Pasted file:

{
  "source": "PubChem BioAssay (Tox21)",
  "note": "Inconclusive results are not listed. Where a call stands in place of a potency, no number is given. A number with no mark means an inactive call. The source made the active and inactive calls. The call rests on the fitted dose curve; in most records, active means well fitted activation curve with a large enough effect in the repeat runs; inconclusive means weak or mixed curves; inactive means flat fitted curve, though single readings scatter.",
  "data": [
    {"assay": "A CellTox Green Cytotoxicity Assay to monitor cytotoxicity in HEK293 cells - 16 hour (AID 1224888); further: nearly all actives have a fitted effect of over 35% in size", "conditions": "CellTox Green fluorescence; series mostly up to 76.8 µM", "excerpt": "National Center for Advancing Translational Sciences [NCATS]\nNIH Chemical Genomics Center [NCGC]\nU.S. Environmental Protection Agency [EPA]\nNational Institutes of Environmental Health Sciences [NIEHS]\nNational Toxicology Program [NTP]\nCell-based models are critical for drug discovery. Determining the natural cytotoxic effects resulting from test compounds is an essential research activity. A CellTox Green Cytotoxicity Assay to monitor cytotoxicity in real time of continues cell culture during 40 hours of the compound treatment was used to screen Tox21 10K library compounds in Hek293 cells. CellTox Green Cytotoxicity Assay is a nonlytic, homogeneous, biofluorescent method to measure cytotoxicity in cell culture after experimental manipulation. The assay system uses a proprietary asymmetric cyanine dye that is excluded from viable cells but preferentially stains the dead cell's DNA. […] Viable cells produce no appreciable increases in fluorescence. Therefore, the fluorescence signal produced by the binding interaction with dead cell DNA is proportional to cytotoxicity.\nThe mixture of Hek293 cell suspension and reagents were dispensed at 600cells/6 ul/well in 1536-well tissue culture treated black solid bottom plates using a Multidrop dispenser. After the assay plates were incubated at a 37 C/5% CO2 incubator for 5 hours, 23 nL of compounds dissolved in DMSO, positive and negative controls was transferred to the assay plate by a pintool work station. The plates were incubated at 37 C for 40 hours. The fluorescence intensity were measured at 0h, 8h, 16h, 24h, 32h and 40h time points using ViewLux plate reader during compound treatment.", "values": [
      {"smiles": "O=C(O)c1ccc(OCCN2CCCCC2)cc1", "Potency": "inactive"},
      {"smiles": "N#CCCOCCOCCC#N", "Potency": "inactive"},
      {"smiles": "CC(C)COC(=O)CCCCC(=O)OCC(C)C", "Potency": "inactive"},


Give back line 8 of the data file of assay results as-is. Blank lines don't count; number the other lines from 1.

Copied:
      {"smiles": "CC(C)COC(=O)CCCCC(=O)OCC(C)C", "Potency": "inactive"},